Paleontologists used to believe Tyrannosaurus Rex was a monstrous and slow scavenger. But now a Canadian researcher has hypothesized that the dinosaur was actually a very fast and efficient killing machine.
Scott Persons, a University of Alberta graduate student says that T. rex’s elongated tail was more than just a counterbalance for the animal’s enormous head. Its tail also had extremely strong muscles that allowed it to run at a high rate of speed, UPI reported Tuesday.
"Contrary to earlier theories, T. rex had more than just junk in its trunk," Persons said.
Persons used the tails of modern reptiles like crocodiles and Komodo and compared them to T. rex’s mighty appendage. He found that for all of the animals in his study, the largest muscles in the tail were attached to the upper leg bones.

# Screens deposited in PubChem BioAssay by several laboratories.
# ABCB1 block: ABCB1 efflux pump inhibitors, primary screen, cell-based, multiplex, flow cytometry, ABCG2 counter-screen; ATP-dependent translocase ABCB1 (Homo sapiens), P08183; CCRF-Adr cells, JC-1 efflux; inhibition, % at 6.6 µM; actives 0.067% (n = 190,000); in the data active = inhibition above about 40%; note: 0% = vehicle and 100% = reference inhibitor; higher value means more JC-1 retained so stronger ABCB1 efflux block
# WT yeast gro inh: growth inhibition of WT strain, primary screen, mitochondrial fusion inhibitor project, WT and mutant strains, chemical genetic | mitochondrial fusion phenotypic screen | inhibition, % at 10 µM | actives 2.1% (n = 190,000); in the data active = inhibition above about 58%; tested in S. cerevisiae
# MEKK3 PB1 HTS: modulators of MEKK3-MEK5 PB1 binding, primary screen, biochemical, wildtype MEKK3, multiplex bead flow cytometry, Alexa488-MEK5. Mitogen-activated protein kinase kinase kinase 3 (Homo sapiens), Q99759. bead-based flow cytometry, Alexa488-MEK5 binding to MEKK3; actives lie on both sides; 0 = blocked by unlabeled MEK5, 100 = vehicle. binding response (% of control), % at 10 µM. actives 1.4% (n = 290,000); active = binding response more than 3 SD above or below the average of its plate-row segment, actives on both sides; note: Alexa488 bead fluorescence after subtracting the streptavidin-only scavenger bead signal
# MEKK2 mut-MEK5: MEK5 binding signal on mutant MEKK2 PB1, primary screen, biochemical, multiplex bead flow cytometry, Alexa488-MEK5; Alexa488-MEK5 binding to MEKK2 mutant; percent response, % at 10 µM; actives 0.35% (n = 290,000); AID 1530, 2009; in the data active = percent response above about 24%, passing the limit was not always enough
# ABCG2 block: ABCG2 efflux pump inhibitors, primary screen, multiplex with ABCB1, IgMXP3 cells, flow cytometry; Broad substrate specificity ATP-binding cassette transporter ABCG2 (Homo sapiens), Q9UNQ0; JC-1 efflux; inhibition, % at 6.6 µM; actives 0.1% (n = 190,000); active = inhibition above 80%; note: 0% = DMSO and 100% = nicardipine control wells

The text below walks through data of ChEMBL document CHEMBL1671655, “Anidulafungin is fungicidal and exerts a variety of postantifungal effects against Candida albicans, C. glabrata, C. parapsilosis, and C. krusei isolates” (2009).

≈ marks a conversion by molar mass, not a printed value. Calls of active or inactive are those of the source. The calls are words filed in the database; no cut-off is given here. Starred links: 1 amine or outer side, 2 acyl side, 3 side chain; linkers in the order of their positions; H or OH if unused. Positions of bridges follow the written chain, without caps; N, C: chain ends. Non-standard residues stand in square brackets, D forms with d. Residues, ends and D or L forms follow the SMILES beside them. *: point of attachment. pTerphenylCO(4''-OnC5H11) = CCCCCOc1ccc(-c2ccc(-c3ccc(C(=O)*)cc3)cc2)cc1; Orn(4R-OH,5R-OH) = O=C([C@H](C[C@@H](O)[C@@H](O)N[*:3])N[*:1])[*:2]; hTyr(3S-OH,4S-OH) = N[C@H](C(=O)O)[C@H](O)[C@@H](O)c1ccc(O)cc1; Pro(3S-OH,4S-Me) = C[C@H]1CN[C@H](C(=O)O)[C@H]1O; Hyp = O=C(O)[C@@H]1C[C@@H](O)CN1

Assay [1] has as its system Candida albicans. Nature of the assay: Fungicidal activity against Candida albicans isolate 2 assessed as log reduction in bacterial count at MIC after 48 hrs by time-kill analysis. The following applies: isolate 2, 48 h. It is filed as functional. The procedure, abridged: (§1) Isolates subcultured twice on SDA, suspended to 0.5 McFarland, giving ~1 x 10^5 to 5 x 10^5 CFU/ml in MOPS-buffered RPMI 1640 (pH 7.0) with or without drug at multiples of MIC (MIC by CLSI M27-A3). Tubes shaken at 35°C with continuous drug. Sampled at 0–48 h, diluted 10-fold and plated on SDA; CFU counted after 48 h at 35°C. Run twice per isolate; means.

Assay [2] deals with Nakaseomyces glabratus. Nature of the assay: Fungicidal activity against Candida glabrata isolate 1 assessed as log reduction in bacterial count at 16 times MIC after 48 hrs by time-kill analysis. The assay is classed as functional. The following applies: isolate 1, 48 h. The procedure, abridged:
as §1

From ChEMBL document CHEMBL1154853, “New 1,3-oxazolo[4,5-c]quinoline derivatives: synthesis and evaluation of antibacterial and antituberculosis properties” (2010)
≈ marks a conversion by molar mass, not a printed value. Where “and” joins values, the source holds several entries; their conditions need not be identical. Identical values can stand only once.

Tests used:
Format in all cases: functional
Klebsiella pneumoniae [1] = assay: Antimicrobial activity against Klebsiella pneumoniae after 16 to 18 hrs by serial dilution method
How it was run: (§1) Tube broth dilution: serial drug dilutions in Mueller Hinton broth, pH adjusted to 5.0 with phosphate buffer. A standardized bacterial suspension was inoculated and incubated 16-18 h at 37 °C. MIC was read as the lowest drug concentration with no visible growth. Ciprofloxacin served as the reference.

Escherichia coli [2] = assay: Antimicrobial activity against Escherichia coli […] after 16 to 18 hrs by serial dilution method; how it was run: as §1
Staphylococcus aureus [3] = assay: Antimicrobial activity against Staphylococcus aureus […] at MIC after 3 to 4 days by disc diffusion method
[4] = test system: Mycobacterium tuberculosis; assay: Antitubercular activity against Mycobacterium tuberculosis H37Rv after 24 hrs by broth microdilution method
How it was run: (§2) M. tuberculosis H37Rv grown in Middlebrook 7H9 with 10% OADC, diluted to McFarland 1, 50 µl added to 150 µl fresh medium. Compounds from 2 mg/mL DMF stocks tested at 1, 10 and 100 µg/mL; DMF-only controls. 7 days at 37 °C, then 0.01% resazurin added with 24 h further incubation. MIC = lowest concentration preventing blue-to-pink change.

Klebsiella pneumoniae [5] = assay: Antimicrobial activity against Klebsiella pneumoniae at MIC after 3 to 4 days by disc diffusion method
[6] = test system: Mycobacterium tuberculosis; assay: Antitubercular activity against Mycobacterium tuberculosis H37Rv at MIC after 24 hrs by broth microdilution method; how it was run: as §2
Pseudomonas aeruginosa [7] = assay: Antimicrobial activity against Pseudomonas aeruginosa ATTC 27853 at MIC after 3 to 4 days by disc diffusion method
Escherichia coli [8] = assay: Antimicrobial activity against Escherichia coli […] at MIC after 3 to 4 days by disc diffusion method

These muscles, called caudofemoralis muscles, provide a powerful stroke that allowed T. Rex to move forward quite fast Persons said.
Wide-ranging measurements of T. rex bones along with computer models show that past estimates of muscle mass in the legendary dinosaur’s tail were off by as much as 45 percent, he said.
Naturally that led earlier dinosaur researchers to think that T. rex did not have sufficient muscle mass for running. That made researchers to think T. rex’s role was that of a scavenger who can only survive on animals that were killed by other predators.
Making it seem much less cool to those who know about dinosaurs (I loved dinosaurs when I was a kid, still do).
But Persons says T. rex’s real speed is hard to figure out, but he says he is sure that it could most likely catch any unlucky animal in its ecosystem.